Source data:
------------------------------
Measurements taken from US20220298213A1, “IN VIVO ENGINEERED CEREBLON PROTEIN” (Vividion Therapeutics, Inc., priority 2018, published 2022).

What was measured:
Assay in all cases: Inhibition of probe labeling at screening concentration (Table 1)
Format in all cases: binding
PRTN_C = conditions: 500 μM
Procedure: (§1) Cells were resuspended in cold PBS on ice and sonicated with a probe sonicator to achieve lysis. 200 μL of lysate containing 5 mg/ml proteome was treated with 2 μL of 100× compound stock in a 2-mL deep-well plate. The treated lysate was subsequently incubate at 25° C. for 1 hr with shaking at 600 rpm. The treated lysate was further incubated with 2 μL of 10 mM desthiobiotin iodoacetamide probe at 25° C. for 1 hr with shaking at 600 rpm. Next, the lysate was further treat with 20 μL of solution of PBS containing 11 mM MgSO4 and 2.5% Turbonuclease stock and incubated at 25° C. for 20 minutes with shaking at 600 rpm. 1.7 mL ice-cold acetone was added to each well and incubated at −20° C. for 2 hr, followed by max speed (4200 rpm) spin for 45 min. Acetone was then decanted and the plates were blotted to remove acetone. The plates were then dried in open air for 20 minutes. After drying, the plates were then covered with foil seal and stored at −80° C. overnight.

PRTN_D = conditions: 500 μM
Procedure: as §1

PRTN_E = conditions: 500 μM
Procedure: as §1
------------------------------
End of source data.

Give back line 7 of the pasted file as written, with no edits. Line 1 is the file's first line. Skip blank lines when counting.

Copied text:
PRTN_D = conditions: 500 μM